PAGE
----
# Chemistry

How does Significant Figures work?

If i had a number: 1,007,000 is that with 4 sig figs or 7 sig figs?

I checked 5 different resources and gotten conflicting answers.

Help!

The answer will depend on what's being measured and how it's being measured.
If that number were the amount of shares of common stock of some public company that were traded today then it could be 7 significant figures. On the other hand, if it were the number of miles some object might be from the earth then there might be only 4 significant figures. If it's some kind of measurement then most likely it has only 4 sig. figures. If it's something that can be counted, and the process is extremely accurate and verifiable, then there could be more than four signif. figures.
So the short answer is...it depends.

It is hard to tell. If there was a period at the end, such as 1,007,000. then the answer is 7 sig figures. But with no period, we don't know if the zeros are sig or not. GENERALLY, I think the rule is not to count them if there is no period. In such practice, the number would be written as 1.007E+6. Then there would be no confusion and we would count 1, 0, 0, and 7 as sig figures.

The reason you get conflicting answers is this:
The notation for significant zeros is changing. The IBM keyboard is largely to blame. Years ago, trailing significant zeros could be labeled with an overscore (a line above the number) to indicate it was significant. We cant make overscores on the IBM keyboard. So panic has ensued.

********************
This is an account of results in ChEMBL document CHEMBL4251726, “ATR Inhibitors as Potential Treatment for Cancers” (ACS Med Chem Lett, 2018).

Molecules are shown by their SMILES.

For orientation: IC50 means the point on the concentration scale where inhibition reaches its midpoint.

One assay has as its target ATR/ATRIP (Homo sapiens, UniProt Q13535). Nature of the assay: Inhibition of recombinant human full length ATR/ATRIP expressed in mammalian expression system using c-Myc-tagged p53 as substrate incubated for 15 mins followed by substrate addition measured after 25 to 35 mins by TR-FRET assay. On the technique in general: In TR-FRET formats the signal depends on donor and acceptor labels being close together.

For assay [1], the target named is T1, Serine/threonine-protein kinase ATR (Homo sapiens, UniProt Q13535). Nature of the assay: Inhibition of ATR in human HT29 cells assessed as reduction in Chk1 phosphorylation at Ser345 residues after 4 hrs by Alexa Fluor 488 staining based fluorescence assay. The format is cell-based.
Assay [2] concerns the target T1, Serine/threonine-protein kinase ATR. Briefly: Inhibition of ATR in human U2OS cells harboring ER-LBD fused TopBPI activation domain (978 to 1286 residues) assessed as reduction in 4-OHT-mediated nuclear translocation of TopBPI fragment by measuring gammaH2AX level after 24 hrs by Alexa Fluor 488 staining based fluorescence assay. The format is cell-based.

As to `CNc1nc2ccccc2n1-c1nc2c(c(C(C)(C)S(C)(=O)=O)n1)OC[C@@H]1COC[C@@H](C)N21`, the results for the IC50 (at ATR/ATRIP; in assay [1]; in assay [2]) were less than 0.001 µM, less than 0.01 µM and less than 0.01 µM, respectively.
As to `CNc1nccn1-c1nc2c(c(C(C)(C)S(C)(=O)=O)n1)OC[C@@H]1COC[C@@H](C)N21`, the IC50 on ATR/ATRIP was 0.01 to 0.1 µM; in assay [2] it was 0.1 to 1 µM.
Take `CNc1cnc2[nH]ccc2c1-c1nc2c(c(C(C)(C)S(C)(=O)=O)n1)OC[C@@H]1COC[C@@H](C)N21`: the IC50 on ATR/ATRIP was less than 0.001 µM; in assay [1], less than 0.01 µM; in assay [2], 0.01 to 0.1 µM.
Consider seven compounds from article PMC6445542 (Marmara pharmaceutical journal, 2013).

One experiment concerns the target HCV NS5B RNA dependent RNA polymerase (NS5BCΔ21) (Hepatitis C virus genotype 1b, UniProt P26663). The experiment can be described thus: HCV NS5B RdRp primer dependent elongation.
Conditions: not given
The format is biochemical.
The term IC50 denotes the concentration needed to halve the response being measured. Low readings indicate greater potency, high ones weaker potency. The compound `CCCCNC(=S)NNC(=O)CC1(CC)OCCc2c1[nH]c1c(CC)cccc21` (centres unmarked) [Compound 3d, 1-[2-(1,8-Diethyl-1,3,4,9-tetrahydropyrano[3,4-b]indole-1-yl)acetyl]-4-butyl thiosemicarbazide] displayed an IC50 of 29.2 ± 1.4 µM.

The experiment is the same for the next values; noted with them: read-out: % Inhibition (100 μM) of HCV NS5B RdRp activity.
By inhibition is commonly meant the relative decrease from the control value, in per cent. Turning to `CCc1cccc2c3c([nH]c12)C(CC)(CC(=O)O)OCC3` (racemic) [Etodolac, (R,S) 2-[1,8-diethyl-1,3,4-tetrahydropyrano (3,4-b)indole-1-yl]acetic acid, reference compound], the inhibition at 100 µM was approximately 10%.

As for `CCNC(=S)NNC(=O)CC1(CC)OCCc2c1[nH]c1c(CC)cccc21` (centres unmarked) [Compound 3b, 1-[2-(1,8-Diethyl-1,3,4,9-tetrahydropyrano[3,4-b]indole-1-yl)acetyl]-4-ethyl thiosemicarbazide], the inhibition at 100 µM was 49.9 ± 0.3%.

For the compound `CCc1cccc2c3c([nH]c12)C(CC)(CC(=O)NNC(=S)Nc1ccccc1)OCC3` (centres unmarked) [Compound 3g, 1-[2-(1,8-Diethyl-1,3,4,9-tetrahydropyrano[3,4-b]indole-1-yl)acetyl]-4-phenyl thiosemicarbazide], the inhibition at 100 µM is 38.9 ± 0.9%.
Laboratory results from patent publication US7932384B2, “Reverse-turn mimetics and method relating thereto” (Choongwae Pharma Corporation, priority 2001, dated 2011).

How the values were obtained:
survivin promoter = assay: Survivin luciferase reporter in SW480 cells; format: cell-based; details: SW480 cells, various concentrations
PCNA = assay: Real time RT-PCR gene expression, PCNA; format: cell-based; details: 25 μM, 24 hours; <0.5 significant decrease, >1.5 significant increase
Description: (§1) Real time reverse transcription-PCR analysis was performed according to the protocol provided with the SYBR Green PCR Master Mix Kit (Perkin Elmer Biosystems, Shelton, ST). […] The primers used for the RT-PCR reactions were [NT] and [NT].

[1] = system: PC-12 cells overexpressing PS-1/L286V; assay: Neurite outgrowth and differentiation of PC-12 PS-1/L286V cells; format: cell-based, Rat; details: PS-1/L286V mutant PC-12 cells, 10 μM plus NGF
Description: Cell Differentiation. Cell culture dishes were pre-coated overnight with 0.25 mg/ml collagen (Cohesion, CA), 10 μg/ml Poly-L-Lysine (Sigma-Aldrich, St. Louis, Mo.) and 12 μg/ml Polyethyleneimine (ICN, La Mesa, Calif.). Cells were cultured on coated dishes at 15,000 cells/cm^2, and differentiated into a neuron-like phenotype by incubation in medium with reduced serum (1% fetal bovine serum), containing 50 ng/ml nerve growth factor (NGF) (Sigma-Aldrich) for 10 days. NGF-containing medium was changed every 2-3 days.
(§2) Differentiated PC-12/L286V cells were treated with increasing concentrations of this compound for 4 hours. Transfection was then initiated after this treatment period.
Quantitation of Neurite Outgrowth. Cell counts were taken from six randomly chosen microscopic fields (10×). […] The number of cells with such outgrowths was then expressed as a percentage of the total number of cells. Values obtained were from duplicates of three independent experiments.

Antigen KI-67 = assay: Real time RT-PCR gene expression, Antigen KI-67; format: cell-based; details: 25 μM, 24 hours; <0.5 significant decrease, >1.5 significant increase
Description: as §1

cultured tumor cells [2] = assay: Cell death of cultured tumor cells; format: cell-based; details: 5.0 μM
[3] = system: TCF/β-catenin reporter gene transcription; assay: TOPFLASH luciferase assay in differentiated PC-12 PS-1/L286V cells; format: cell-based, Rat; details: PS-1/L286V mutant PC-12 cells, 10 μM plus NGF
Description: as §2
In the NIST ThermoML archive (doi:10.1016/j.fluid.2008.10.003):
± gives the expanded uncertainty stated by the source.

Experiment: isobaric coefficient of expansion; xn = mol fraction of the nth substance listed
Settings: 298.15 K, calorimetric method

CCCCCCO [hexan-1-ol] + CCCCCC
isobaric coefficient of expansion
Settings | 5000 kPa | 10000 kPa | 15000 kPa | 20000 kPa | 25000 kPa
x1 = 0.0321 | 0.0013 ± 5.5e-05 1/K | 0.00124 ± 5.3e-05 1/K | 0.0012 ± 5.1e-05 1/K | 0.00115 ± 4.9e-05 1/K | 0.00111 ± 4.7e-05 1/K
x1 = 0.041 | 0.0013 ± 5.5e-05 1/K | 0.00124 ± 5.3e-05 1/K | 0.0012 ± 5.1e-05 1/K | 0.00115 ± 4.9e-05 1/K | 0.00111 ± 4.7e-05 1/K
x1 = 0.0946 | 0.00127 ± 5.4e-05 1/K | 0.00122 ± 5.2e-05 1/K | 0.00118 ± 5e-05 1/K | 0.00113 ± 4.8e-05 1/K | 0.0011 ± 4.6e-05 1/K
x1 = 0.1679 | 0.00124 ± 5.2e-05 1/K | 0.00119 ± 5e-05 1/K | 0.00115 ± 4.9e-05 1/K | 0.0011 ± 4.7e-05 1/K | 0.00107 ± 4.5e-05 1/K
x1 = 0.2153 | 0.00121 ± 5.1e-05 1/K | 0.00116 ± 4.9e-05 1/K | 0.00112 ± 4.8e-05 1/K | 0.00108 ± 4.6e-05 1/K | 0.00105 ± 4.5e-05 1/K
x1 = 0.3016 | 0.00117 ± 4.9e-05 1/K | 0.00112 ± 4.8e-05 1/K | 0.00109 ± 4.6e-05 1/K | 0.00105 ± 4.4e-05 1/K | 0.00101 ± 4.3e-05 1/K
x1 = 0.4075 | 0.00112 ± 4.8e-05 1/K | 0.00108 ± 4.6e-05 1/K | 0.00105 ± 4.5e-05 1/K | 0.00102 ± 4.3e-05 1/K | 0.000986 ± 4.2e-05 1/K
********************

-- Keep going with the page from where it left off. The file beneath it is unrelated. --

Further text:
Years ago, if your number had a significant zeros, the least significant zero had an overscore (I can type it with an underscore 1,007,000, (now the number has six significant digits), but no overscore. For awhile, bold was used to indicated the least significant zero (1,007,000, but that faded quickly. So now there is no method except shifting to scientific notation (decimals to the right of numbers and decimals are significant, ie 1.00700 is seven sig digits), or being told initially.
This above applies to measurements: as Roger pointed out, counting numbers, or defined numbers,(100years in a century) are infinitely precise. If 1007000 had been counted, it does not have seven significant digits, it has infinite significant digits..It cannot determine the precision of your final outcome. This confusion based on the disruption of typesetting by the IBM keyboard in computers in the last 20 years is probably the reason you got five different answers. The most common rules widely adhered to are here:

There are only three rules cited there.

I remember just 17 years ago, texts listed as many as seven rules.

Thanks for this refresher Bob. It's been awhile since I looked at signif. figs. I wasn't aware that the short-comings of the keyboard were partly to blame for the confusion here. I do remember using the bar, but I couldn't remember what the rules were for it. I think some sets of rules also tell how to make calculations with measurements and determine sig. figs., that might account for the different rule counts.
In any case -if you read this Summer- always look at what your text states and know what the instructor expects. You should be alright if you do that.

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